Now that the Laser Interferometer Gravitational-Wave Observatory (LIGO) has detected gravitational waves as per Einstein’s theory, that are ripples in the curvature of space-time which propagate as waves, scientists predict the way they observe the universe is going to change. But why the discovery is such a big deal? What can astronomers and scientists do with gravitational waves?
Professor of astronomy Andrea Lommen thinks the gravitational waves discovery will revolutionize astronomy. It may improve understanding as much as Italian astronomer Galileo Galilei first looked the sky through his telescope, said Lommen from the Franklin & Marshall College.
The astronomy professor, who is co-founder of NANOGrav, also said that the gravitational waves are a part of her core research project. Her NANOGrav mission is a project on gravitational waves that includes scientists from a number of universities and colleges across the US.
On February 11, Lommen and her colleagues watched the live announcement on detection of gravitational waves by the LIGO researchers from Franklin & Marshall College. According to Lommen, it was a historic milestone which left many students with many questions. “This is a profound evolution of the field that they’re watching before their eyes”, she said.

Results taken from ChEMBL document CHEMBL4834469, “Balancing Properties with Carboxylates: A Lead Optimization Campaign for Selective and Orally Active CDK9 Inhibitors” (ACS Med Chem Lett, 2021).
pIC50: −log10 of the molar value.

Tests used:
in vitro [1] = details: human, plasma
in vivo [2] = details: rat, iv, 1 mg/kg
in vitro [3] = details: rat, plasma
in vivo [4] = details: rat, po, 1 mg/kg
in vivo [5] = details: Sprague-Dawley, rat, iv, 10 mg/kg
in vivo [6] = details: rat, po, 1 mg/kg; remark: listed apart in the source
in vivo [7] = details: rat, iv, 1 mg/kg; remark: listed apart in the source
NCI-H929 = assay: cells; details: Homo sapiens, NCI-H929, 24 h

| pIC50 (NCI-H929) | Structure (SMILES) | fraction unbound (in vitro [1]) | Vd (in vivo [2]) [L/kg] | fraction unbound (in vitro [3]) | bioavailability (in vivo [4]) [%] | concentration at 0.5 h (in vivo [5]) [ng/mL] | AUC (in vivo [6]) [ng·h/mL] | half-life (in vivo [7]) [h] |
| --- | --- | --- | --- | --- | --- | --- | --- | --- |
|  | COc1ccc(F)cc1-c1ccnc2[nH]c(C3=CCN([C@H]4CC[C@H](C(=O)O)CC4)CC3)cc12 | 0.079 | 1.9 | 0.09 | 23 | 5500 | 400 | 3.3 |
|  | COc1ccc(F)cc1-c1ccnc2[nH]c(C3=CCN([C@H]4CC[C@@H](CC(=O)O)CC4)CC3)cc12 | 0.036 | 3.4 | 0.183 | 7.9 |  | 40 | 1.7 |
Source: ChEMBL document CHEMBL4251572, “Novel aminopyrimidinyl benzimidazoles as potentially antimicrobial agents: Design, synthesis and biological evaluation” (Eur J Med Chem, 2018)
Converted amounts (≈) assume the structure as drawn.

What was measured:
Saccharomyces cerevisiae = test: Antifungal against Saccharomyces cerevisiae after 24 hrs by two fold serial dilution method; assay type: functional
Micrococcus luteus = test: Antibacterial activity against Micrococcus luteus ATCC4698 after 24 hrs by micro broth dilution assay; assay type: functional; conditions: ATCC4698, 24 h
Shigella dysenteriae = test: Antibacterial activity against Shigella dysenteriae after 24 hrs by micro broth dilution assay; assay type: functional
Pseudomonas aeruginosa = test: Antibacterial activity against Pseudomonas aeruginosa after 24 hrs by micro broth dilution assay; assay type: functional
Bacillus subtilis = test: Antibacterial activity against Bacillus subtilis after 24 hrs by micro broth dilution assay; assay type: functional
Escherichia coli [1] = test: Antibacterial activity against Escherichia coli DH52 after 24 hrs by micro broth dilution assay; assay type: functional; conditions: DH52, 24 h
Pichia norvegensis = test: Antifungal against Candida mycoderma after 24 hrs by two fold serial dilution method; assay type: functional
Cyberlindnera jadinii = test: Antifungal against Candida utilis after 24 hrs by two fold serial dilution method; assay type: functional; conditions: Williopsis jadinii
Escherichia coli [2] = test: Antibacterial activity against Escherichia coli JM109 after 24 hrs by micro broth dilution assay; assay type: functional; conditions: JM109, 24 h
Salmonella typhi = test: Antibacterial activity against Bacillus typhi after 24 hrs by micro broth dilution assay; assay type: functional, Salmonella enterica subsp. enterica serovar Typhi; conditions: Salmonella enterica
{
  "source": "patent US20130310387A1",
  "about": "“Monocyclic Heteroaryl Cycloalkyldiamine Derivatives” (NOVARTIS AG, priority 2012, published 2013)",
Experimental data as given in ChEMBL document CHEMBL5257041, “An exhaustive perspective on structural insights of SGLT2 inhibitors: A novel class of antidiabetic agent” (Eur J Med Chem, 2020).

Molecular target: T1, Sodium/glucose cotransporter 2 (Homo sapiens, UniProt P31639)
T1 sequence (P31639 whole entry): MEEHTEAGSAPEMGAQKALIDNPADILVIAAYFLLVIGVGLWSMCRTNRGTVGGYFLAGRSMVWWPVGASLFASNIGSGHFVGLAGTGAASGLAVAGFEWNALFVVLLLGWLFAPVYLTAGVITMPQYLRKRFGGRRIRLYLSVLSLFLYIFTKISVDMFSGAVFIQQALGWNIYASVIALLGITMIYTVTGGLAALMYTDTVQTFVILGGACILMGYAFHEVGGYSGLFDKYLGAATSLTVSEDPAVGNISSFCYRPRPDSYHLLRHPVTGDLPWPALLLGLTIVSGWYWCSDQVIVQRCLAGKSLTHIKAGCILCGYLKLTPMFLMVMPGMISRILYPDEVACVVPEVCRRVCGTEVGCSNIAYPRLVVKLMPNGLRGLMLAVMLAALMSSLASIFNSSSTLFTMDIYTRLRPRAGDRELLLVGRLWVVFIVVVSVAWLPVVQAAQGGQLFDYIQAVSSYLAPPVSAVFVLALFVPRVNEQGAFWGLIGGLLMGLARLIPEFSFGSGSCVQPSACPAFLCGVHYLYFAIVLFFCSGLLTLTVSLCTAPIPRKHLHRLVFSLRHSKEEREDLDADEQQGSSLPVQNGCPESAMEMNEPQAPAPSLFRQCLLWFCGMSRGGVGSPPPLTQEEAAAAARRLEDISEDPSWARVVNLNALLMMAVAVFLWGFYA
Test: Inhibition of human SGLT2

A number of undergraduates at the Franklin & Marshall College have worked on NANOGrav under Lommen’s directions. A young astrophysics, Caitlin Rose, from California said the direct direction of space-time ripples has inspired her to enroll in Ph.D. programs in gravitational-wave research. She thinks the discovery will greatly impact her career. There are many undergraduate students across the US and many other nations who got inspired with the detection of gravitational waves.
According to Yaoyue Liang from China, she has been interested in gravitational waves since she came to know about them. Now that the researchers have spotted them, Liang has decided to do more research on the subject.